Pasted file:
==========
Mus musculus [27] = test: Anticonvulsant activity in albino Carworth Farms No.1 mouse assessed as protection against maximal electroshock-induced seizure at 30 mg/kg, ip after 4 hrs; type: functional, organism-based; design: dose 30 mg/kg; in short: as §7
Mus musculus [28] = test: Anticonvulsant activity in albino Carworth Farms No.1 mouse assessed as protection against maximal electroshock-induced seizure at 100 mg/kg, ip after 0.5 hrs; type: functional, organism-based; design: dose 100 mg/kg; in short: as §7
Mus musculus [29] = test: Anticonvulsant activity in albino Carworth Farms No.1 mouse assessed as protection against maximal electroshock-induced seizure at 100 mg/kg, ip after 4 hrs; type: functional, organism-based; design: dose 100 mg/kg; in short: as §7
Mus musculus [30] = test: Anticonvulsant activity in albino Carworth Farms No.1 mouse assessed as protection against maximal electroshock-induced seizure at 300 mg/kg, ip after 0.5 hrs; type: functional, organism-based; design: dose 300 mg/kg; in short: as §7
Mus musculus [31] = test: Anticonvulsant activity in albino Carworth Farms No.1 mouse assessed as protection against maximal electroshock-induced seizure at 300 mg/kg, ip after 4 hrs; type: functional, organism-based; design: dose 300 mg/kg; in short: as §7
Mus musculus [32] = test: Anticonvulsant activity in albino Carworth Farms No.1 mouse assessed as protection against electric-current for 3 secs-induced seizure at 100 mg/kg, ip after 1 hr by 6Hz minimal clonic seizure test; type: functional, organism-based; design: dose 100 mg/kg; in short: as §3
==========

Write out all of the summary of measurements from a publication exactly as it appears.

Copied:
Mus musculus [27] = test: Anticonvulsant activity in albino Carworth Farms No.1 mouse assessed as protection against maximal electroshock-induced seizure at 30 mg/kg, ip after 4 hrs; type: functional, organism-based; design: dose 30 mg/kg; in short: as §7
Mus musculus [28] = test: Anticonvulsant activity in albino Carworth Farms No.1 mouse assessed as protection against maximal electroshock-induced seizure at 100 mg/kg, ip after 0.5 hrs; type: functional, organism-based; design: dose 100 mg/kg; in short: as §7
Mus musculus [29] = test: Anticonvulsant activity in albino Carworth Farms No.1 mouse assessed as protection against maximal electroshock-induced seizure at 100 mg/kg, ip after 4 hrs; type: functional, organism-based; design: dose 100 mg/kg; in short: as §7
Mus musculus [30] = test: Anticonvulsant activity in albino Carworth Farms No.1 mouse assessed as protection against maximal electroshock-induced seizure at 300 mg/kg, ip after 0.5 hrs; type: functional, organism-based; design: dose 300 mg/kg; in short: as §7
Mus musculus [31] = test: Anticonvulsant activity in albino Carworth Farms No.1 mouse assessed as protection against maximal electroshock-induced seizure at 300 mg/kg, ip after 4 hrs; type: functional, organism-based; design: dose 300 mg/kg; in short: as §7
Mus musculus [32] = test: Anticonvulsant activity in albino Carworth Farms No.1 mouse assessed as protection against electric-current for 3 secs-induced seizure at 100 mg/kg, ip after 1 hr by 6Hz minimal clonic seizure test; type: functional, organism-based; design: dose 100 mg/kg; in short: as §3